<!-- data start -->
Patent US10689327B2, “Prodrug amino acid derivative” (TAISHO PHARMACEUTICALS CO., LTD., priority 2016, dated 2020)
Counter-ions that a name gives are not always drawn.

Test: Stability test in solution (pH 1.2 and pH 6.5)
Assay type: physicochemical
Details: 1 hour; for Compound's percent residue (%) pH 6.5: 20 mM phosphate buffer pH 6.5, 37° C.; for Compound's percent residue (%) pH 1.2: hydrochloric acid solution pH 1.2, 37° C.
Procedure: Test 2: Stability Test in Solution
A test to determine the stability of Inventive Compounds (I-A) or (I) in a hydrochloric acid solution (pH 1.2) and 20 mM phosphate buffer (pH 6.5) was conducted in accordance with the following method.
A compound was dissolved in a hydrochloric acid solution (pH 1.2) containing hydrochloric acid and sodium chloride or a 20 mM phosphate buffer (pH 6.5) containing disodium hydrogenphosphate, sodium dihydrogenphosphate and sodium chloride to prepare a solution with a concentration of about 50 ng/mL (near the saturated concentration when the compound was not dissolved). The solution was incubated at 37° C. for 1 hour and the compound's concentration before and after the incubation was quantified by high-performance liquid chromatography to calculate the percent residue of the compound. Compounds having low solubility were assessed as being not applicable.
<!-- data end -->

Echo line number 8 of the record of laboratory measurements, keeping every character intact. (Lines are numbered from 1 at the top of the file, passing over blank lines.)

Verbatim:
A compound was dissolved in a hydrochloric acid solution (pH 1.2) containing hydrochloric acid and sodium chloride or a 20 mM phosphate buffer (pH 6.5) containing disodium hydrogenphosphate, sodium dihydrogenphosphate and sodium chloride to prepare a solution with a concentration of about 50 ng/mL (near the saturated concentration when the compound was not dissolved). The solution was incubated at 37° C. for 1 hour and the compound's concentration before and after the incubation was quantified by high-performance liquid chromatography to calculate the percent residue of the compound. Compounds having low solubility were assessed as being not applicable.